In the Justinian era, the mosaic technique reached very high levels and represented a real philosophy in the form of art. All the Byzantine mosaics as, on the other hand, the icons, followed precise iconographic dictates. The figures became symbols and this is demonstrated by their rigidity, their severity: poses, clothes, proportions, expressions portrayed by the Byzantine artist, as equally happened during the Egyptian era, following a codified style, totally excluding the possibility of invention.
On the ground you can see a series of concentric circles with arrows: it is a labyrinth, as you can find in many Christian churches. It symbolizes the intricate path that humankind has to search from sin towards purification.(If you want to know more about the meaning of the labyrinth go and see our video on the Labirinto della Masone by Franco Maria Ricci).
From the sumptuousness of San Vitale, you can move on to a close-by intimate and perfect jewel: the Mausoleum of Galla Placidia.
Built on the miniature model of Hagia Sophia in Istanbul, as the funeral building of its owner, the empress Galla Placidia, the mausoleum has miraculously arrived at the present day intact and it’s a place of moving beauty.
The brick building has a very simple external appearance but as soon as you cross the entrance you are greeted by the cycle of the oldest mosaics in the city and the lapis lazuli blue sky of the vault, decorated with pure gold shining stars.
The light inside the room is filtered by the warm transparency of translucent sheets of alabaster. A real treat that gives an absolute softness to everything on which the eyes rest! A curiosity: The splendid dome with its starry sky seems to have been a source of inspiration for the composer Cole Porter, during his honeymoon, for the creation of the well-known song Night and Day.
But your indigestion of mosaics is far from being over because we take you to Sant’Appollinare Nuovo (not to be confused with Sant’Appollinare in Classe) which is home to the largest cycle of mosaics in the world!!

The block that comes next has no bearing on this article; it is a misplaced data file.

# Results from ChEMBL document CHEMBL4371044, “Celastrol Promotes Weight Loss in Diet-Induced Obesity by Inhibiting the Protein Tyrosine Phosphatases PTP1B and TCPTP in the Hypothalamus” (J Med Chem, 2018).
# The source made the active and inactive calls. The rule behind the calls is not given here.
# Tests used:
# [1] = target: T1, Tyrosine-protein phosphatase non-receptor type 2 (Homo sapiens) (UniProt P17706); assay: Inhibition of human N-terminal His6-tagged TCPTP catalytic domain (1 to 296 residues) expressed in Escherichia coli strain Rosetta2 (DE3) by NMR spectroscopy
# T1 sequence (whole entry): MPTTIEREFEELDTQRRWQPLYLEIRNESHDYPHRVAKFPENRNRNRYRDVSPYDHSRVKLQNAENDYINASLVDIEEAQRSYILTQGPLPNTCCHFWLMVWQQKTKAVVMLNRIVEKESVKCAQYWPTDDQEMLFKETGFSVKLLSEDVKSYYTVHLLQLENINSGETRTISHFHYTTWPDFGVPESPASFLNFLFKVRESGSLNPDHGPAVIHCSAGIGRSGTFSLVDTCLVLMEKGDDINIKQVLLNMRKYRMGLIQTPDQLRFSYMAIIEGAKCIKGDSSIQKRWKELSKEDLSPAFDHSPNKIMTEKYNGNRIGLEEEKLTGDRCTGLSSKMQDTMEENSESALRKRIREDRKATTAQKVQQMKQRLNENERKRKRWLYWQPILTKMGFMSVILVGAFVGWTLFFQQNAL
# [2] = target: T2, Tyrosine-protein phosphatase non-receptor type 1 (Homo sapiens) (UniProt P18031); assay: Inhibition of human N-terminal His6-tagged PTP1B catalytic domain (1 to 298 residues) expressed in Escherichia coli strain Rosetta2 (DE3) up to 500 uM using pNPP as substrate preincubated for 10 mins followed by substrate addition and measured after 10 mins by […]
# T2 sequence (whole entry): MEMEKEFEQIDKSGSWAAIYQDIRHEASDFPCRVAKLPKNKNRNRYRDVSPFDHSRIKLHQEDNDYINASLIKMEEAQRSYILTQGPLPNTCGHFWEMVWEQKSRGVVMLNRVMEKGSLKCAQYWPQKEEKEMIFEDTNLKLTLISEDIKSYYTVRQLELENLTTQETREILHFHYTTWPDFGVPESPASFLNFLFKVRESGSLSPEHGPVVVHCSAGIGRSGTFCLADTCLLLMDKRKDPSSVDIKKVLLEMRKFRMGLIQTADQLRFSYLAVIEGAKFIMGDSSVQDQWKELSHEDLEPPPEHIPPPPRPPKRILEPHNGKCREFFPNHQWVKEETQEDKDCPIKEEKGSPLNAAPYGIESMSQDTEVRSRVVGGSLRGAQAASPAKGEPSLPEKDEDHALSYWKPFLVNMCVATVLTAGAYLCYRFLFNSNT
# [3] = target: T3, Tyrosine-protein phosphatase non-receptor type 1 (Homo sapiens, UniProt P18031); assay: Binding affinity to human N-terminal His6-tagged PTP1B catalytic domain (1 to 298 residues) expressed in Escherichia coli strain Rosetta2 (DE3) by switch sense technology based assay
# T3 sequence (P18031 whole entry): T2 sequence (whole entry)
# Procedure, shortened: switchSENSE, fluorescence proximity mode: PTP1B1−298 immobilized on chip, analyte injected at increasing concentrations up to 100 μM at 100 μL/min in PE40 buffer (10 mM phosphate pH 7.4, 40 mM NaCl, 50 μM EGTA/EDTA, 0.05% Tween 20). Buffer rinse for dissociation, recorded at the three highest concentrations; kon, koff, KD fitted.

The church is located in the historic center of the city and the entrance is set back from the road axis; once you enter the church you are immediately struck by the vastness of space and by the grandeur of its decoration: the side walls are entirely covered with sparkling tiles, arranged at different inclinations from each other, to make the light vibrate.
The building was born as a Palatine Church of Arian worship: Theodoric built it at the beginning of the 6th century, next to his palace but a few years after its construction, with the conquest of Ravenna by the Byzantines, it became the property of the Catholic Church. In fact, we can see the cancellation of the figure of the Emperor and other characters, covered with white drapes, that occurred when the basilica passed from the Arian cult (for which it was built) to the Catholic one.
The walls of the central nave are divided into three distinct bands of mosaics: the highest bundle tells the life of Christ, the central one Saints, and Prophets, and while the lower one portrays the famous Palazzo di Teodorico.
A place that also struck me very much was the mausoleum of Theodoric: Nazim, tired by the endless city-tour, refused to follow me and I entered the site practically alone. The day was drawing to a close and a warm light embraced the surrounding countryside.
The structure that stands to the visitors at the end of a gently sloping road, appears like a thick and imposing two-story monoblock with a decagonal shape, so severely modulated that reminds certain chapels from the early 1900s. The roof, made with a single block of stone, hangs over the building surrounded by greenery and silence, creating a millennial atmosphere inside.